Should I apply for Social Security disability?
You may be entitled to Social Security disability benefits if you have an illness or injury that is expected to disable you from working for at least a year or will result in death. You do not have to wait a year to apply. If you have an illness or injury that prevents you from working, you should consider applying for Social Security disability benefits.
How do I apply for Social Security disability?
You no longer have to go to the Social Security office to apply for benefits. You can apply online by going to www.ssa.gov/disabilityssi/ or by calling Social Security at 1-800-772-1213. If for any reason you prefer to apply in person at your local Social Security office, you can still do so, but it is advisable to call to make an appointment ahead of time in order to avoid extra-long wait times. If you are in Savannah, the number to the local Social Security office is 1-866-366-4923.
Am I eligible?
Just as with Social Security retirement benefits, you must have paid in enough in Social Security taxes while you were working to be “insured” for Social Security disability (“SSDI”). The rules on insured status can get complicated. But, as a rule of thumb, if you worked (and paid Social Security taxes) for a total of at least five years out of the past ten years, you are probably eligible. The Social Security Administration can tell you whether you meet the “insured status” requirement once you apply. Bear in mind you may also be eligible for Supplemental Security Income (“SSI”), a related but separate disability program, regardless of whether or not you have ever paid Social Security taxes. SSI does not require “insured status.” On the other hand, SSI is means tested, that is to say, you must have very little in way of savings, or other assets, as well as minimal outside income in order to be eligible for SSI.
If you are working, you are not eligible for SSDI. By “working,” the Social Security Administration does not mean sporadic or occasional work done for very little income. If you are just doing occasional, sporadic, or low-paid part-time work, you may well still qualify, if you are limited to earning that very small amount of money because of injury or illness. Under these circumstances you would probably not be considered to be “working” under Social Security Rules. But, if you are employed full-time, or are self-employed and do the equivalent of full-time work, you will not be eligible.
How do I show I am disabled?
The Social Security Administration will make its decision ultimately based on the medical records and reports from doctors in your file. These records must show that your injury or illness so interferes with your ability to do basic activities, that you are unable to do any of the jobs that you used to do or any other jobs that, in theory, exist in the nation that you would otherwise be qualified to do. Some illnesses or injuries are so serious that you may be found qualified for benefits regardless of your work history or capacity to do other work. The criteria governing these serious conditions are found in the Social Security Regulations under what is usually referred to as the “Listing.” But, in most cases, the issue will be whether your medical (physical or psychological) limitations prevent you from working or not. For that reason, it is essential that you have been regularly treating with a physician whose records will document your disability and support your claim.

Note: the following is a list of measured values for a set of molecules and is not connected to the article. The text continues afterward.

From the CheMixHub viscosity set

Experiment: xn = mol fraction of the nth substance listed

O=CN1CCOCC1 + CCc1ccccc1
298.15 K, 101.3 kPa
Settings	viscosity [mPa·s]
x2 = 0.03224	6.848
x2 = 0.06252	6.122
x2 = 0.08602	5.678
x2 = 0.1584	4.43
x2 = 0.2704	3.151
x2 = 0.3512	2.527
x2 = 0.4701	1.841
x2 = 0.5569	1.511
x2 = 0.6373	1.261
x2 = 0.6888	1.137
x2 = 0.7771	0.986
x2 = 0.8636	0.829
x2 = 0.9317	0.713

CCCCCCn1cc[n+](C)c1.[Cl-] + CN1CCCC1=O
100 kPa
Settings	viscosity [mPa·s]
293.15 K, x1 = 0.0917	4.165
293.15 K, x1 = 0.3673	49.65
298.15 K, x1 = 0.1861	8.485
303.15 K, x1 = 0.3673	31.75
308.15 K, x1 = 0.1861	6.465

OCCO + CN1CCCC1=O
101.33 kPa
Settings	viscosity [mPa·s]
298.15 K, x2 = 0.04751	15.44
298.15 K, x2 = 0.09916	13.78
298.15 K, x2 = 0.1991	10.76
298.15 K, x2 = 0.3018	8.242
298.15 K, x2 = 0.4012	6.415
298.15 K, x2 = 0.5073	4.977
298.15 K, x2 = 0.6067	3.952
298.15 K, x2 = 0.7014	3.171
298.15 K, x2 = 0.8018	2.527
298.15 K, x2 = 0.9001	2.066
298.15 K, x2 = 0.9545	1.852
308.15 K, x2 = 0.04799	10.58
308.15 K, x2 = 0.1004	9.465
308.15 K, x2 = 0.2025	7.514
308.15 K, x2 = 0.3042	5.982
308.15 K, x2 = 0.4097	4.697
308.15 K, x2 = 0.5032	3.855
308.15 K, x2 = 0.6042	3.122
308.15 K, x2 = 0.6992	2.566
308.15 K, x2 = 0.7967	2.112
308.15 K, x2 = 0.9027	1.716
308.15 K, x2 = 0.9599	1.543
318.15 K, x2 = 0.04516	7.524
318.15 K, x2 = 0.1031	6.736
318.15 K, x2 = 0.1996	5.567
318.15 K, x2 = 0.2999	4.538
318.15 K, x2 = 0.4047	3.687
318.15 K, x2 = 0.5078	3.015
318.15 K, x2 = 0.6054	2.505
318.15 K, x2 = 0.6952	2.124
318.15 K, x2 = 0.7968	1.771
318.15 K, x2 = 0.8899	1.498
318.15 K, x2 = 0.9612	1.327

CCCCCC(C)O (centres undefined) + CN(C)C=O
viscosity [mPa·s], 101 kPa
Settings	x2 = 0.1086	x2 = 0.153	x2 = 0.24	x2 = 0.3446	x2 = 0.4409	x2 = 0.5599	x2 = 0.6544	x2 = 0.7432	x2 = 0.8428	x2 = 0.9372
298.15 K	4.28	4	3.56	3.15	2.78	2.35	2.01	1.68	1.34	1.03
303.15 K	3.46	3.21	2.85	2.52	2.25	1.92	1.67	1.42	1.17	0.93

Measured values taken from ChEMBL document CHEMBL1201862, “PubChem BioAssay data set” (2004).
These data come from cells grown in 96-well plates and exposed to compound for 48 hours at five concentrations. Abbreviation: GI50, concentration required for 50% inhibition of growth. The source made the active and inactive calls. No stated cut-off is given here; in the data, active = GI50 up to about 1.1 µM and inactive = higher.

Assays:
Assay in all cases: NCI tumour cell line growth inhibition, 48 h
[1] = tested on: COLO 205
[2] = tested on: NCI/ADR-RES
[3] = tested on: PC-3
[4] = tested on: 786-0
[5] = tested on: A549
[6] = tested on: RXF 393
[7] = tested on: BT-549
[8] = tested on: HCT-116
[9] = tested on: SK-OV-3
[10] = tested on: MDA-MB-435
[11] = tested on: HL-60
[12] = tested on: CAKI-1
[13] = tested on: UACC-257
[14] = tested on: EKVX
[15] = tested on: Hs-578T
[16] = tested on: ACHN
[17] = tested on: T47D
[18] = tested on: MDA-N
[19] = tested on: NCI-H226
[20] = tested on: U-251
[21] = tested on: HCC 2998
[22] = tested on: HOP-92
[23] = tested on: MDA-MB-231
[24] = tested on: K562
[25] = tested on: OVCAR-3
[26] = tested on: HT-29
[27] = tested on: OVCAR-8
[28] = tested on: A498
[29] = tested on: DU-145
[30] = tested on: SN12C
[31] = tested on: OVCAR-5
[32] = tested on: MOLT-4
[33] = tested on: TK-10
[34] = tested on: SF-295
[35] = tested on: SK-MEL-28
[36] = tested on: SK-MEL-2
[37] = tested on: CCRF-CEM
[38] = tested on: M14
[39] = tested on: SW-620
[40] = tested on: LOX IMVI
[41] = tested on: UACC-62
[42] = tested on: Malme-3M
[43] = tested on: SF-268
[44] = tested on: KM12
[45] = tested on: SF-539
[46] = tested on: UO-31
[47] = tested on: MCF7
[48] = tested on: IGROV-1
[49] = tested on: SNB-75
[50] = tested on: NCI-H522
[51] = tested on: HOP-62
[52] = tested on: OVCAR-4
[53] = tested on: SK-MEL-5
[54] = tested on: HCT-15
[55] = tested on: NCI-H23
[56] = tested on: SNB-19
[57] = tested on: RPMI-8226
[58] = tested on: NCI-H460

Does it matter how old I am?
If you have a disability, illness, or injury, you can qualify for Social Security Disability benefits at any age. The Social Security Administration recognizes that, as one grows older, it is increasingly difficult to adapt to work that you had not previously done. For that reason, it is more difficult to qualify for Social Security Disability benefits under age 50. When you reach 50, and then again at 55, the requirements become significantly less stringent, because the rules recognize that if you had not done a physically less demanding job, as you get older, it is less likely that you would be able to adapt to such work. But, regardless of your age, if you are not able to do any work at all, you should not be discouraged from pursuing a Social Security Disability claim.
What do I do if the Social Security Administration denies my claim?
If you are denied, but believe your claim is legitimate, you should immediately request reconsideration. The Rules allow you sixty (60) days in which to file for reconsideration, but you should do so immediately. Do not make the mistake of letting the time lapse. Also, do not make the mistake of simply filing a new claim instead of asking for “reconsideration.” The Social Security Appeals process involves several steps, and in order to be successful, it is necessary to go onto the next step after denial, rather than simply repeating the previous step. Filing a new application simply brings you back to square one. If your claim is denied, you should definitely consider retaining an attorney to represent you. Statistics show that the percentage of cases in which an attorney is involved, have a much higher percentage of success than claims in which there is no attorney representation.